Monday, September 16, 2013

Census Bloodbath: The Third Die-Mension

If you're new to Census Bloodbath, click here.

Year: 1982
Director: Steve Miner
Cast: Dana Kimmell, Paul Kratka, Richard Brooker
Run Time: 1 hour 35 minutes
MPAA Rating: R

Here is where I brag about how cool I am.

Friday the 13th Part 3: 3D was the third feature in Friday's mini-marathon, and the theater screened it in actual red/blue 3D, be still my heart.

Hi, Sergio!

Nevermind the fact that red/blue 3D is the easiest way to make your brain explode this side of Fran Drescher, it's authentic! I never thought I'd live to see this film in 3D in theaters and I am immensely grateful to live so close to LA and have this opportunity.

It's only a minor detriment that the film sucks, this is Friday the 13th we're talking about here.

This never fails to make me happy though. Maybe I'm a terrible person.

Friday the 13th Part 3 manages the impressive feat of being visibly worse than Part 2 within about 2 seconds when it turns out that the first five minutes of this film are just the last five minutes of the previous film shoved in there unceremoniously like the final peg after hours of building IKEA furniture.

The film proper doesn't fare much better with its first scene in which Crystal Lake shopowners and odious comic relief characters Harold (Steve Susskind) and Edna (Cheri Maugans) wander around their general store, shove things into the camera, and die in the toilet for no reason.

With that over with, we can meet our real heroes. And what a bland vanilla whitebread bunch they are!

We have Andy (Jeffrey Rogers), who is one half of the couple who has sex; Debbie (Tracie Savage), who is the other half, but with the added twist that she's pregnant which is mentioned in two lines and promptly forgotten about; Shelly (Larry Zerner), Andy's roommate and the what we can by now call the obligatory prankster who pulls a series of the most malicious and unjustifiable stunts yet all in the name of having low self esteem; and Chris Higgins (Dana Kimmell) whose family owns the lakefront property they're driving to despite her not quite having gotten over What Happened.

This wouldn't be a sequel if there weren't more meat than that, but luckily our new characters are doled out in small enough chunks that they are all pretty distinguishable from one another.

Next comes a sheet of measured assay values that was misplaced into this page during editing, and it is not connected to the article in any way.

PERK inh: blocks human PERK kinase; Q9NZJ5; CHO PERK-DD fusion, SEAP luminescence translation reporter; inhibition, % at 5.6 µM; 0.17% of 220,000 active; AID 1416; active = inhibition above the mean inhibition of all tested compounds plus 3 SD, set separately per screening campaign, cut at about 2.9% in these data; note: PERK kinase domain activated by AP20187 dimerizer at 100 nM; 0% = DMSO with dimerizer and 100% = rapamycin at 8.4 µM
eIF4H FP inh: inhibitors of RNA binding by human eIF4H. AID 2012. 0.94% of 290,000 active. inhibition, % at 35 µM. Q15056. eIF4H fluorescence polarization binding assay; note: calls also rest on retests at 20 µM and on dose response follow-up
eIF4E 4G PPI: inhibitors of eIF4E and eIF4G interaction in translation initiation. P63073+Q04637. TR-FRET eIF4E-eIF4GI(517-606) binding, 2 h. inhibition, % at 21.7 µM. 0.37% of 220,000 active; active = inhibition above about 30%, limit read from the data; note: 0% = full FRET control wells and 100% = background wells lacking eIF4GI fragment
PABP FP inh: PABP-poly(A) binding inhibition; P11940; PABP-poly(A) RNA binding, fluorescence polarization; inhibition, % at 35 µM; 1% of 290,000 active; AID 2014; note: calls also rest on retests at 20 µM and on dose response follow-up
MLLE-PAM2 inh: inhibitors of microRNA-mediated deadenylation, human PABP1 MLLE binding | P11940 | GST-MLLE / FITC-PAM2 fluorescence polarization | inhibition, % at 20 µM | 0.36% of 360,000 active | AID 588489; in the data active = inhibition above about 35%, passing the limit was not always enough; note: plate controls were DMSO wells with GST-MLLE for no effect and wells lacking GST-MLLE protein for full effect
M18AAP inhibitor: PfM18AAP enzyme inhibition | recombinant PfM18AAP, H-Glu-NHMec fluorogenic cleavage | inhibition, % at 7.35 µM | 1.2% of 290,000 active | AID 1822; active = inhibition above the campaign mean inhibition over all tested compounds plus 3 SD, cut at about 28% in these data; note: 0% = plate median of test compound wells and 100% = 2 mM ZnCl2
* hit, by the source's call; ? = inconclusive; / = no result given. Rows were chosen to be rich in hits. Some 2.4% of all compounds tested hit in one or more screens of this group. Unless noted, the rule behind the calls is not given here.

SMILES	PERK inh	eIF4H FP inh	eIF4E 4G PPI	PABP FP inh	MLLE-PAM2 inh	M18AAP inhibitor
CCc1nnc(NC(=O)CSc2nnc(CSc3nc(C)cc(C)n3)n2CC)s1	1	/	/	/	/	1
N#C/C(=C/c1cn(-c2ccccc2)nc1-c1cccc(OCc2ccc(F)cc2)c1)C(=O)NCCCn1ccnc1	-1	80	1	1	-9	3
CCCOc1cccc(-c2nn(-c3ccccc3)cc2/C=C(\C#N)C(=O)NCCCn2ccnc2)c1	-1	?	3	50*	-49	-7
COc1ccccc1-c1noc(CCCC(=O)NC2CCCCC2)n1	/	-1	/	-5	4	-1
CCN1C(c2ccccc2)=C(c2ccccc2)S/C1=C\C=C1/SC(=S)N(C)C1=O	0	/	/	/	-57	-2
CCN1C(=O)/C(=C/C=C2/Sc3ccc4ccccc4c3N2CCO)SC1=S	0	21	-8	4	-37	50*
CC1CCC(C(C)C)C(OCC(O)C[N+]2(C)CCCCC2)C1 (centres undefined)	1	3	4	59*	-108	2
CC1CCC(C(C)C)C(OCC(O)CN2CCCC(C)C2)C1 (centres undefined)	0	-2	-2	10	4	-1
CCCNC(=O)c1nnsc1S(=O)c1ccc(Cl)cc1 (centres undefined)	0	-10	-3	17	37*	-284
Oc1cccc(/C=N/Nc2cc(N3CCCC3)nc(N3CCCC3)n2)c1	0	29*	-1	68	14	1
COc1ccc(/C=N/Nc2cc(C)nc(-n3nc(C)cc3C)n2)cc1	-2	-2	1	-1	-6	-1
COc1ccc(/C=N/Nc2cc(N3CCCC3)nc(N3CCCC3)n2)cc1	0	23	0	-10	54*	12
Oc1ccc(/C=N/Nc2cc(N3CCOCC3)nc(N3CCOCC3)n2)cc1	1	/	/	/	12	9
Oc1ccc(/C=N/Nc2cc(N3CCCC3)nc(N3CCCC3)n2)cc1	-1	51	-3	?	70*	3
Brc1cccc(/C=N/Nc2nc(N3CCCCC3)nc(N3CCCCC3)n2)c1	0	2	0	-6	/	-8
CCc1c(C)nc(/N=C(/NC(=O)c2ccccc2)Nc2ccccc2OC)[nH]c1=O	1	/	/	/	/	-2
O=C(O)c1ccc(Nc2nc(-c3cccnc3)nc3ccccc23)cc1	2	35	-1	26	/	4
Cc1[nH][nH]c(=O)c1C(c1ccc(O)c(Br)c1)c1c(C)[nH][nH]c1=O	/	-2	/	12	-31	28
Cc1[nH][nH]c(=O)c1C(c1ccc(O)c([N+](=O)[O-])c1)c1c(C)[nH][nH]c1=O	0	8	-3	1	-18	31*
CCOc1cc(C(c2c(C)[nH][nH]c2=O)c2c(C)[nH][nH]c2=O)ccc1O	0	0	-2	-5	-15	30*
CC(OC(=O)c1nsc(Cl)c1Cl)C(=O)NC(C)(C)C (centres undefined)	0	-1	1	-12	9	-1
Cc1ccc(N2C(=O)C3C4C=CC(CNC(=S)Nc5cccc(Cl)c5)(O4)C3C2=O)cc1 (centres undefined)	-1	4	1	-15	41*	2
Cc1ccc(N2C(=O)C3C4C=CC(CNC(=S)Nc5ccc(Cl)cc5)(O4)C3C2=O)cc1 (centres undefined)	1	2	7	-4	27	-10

In the second dollop we get Vera (Catherine Parks), Shelly's way out of his league blind date who has to deal with the twin problems of growing up in a Hispanic household and struggling to afford groceries with food stamps despite the fact that she looks like she just stepped out of Little House on the Prarie; and Chuck (David Katims) and Chilli (Rachel Howard), two outlandish hippie stoner stereotypes who feel the need to prove their hippiness by saying "man" every three words and are palpably older than the rest of their crew. 

At the property we meet Rick (Paul Kratka), Chris' on-and-off boyfriend whom she left behind to go to college. Please ignore the fact that he looks like he's about 30.

And to top all that off, Shelly and Vera attract the unwanted attention of some motorcycle thugs during an altercation in a grocery store. Foxy (Gloria Charles), Ali (Nick Savage), and Loco (Kevin O'Brien) perform a vital task in the movie as they sneak onto the property, disable the car, and get summarily murdered to fuel the audience's bloodlust after such a large amount of exposition.

I'm sure you guys could use a little break yourselves.

You're welcome.

The next part is all spontaneous nighttime and unnecessary backstory (Chris apparently was attacked by Jason in the woods years ago, which in no way ties in to the rest of the film considering she doesn't even recognize him until the end. Also, the word "Jason" isn't even said in this film. Whatever.) as the expendable characters get picked off in various 3D versions of other scenes from the previous films.

Debbie's death is especially heinous. She's lying in a hammock reading a magazine until blood spatters from the ceiling and she is pierced with a knife from below more or less exactly like Kevin Bacon in the original. So much for being pregnant (Jason is equal opportunity. He murders regardless of race, creed, gender, sexuality, disability, or fetus-having status).

Evidently after having sucked Twitch of the Death Nerve dry of gore scenes to rip off, Friday the 13th turned to its previous entries and began to devour itself. Part 3 bears the brunt of it, but this will be a common problem throughout the series from this point on.

Luckily, the creative deficit isn't yet at its all time ebb and we get some admittedly pretty great shots of Vera getting gored by a harpoon and Andy being split in half while walking on his hands, all rendered in glorious three-dimensional photography.

What an eyesore.

Fun Fact: Jason gets to wear his iconic hockey mask for the first time in this film.

Sad Fact: He stole it from this guy.